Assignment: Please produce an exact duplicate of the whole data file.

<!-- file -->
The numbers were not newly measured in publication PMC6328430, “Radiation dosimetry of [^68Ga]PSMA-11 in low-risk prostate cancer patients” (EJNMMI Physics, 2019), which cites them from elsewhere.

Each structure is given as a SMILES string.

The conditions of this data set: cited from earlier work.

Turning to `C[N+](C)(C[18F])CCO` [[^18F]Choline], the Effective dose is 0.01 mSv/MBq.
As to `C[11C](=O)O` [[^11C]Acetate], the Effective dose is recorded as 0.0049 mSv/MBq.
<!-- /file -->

The numbers were not newly measured in publication PMC6328430, “Radiation dosimetry of [^68Ga]PSMA-11 in low-risk prostate cancer patients” (EJNMMI Physics, 2019), which cites them from elsewhere.

Each structure is given as a SMILES string.

The conditions of this data set: cited from earlier work.

Turning to `C[N+](C)(C[18F])CCO` [[^18F]Choline], the Effective dose is 0.01 mSv/MBq.
As to `C[11C](=O)O` [[^11C]Acetate], the Effective dose is recorded as 0.0049 mSv/MBq.